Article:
Proposal to increase open space aimed at curbing residential density – Coastal Observer


Proposal to increase open space aimed at curbing residential density

Tracts over 3 acres would be subject to the proposed regulation.

Development of tracts in the high-density residential zoning districts on the Waccamaw Neck would be required to preserve 50 percent of that property as open space under a proposal up for review today by the Georgetown County Planning Commission.

The goal is to reduce future population density, said County Council Member Bob Anderson, who asked the planning staff to draft the plan.

The proposed change to the “general residential” zoning district would apply to tracts of 3 acres or more. It was one of several recommendations made by consultants hired by the county in 2019 to study land use along the Highway 17 corridor on Waccamaw Neck. 

That study by the engineering firm Stantec made the proposal as a way to improve tree protection.

“It would only apply to greenfield sites of 10 acres or more,” said Holly Richardson, the  county planning director.

There are only seven parcels of undeveloped, “general residential” property on the Waccamaw Neck that are larger than 10 acres, she said.

The staff recommended the 3-acre threshold.

The  “general residential” zoning district allows single-family lots as small as 6,000 square feet and multi-family development of up to 16 units an acre –which is based on a three-story building of efficiency apartments.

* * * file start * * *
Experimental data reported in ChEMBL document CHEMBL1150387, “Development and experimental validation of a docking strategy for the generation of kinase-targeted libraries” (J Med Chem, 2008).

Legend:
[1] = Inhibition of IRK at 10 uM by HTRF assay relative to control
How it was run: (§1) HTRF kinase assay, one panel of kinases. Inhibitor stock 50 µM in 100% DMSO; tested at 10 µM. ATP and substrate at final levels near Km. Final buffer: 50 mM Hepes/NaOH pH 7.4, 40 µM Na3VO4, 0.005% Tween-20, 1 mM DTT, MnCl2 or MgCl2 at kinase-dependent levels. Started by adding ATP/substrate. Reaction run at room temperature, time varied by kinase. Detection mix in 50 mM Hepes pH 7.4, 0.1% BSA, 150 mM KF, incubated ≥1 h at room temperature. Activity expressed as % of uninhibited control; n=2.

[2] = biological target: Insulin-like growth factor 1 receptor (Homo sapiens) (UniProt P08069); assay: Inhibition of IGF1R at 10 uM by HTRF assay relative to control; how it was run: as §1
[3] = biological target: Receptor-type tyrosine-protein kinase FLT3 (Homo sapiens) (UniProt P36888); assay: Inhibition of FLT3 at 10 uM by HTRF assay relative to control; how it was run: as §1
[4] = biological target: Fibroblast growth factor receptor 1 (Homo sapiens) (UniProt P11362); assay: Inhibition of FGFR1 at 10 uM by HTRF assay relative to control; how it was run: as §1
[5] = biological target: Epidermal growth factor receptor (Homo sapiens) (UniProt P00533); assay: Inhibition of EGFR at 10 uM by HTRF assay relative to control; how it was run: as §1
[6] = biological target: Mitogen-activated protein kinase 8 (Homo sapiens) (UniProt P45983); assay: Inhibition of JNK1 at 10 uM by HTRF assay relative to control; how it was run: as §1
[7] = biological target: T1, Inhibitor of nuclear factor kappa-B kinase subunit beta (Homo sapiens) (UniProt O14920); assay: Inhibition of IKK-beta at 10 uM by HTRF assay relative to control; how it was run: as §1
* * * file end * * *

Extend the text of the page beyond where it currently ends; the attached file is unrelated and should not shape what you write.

The current zoning ordinance doesn’t have open space requirements for residential developments, although it requires that 50 percent of the land for a multi-family development have a pervious surface.

Under the proposed change, developments on the Waccamaw Neck with more than 10 single-family lots or 10 multi-family units would be required to maintain 50 percent of the land as open space. That would have to be dedicated to a property-owners association or a nonprofit.

The Stantec study envisioned that the open space would include wetlands, which are already protected from development, as well as natural areas, Richardson said.

It could also include buffers, bike paths, stormwater ponds or utility easements.

The planning staff applied the proposed regulation to two parcels where developments have already been approved.

The Sunnyside Village project on 11.2 acres in Murrells Inlet has 115 units and 4.1 acres of open space.

Under the proposed change, it would need 5.6 acres of open space. The number of units would be reduced to 68 multi-family or 41 single-family.

The density would drop to 6.1 units an acre for multi-family and 3.7 units for single-family lots from 8.2 for the project’s duplex phase and 13.8 for its apartments.

For a 4-acre residential project approved off  the South Causeway at Pawleys Island, the  number of lots would drop from 14 to 11. The open space would increase from .7 acres to nearly 2 acres.

The proposal ties in with recent changes to the tree regulations, which were also intended to protect the tree canopy, Richardson said.

She also said she had not received any comments on the proposal after sending it to the commission.

If the Planning Commission accepts the proposal, it would schedule a public hearing. The measure would then require three readings by County Council, which only meets once a month in June, July and August.

The commission meets at 5:30 p.m. in the county courthouse at the corner of Prince and Screven streets in Georgetown.



Georgetown County Board of Education: First and third Tuesdays, 5:30 p.m., Beck Education Center. For details, go to Georgetown County Council: Second and fourth Tuesdays, 5:30 p.m., Council Chambers, 129 Screven St., Georgetown. For details, go to Pawleys Island Town Council: Second Mondays, 5 p.m. Town Hall, 323 Myrtle Ave. For details, go to   , .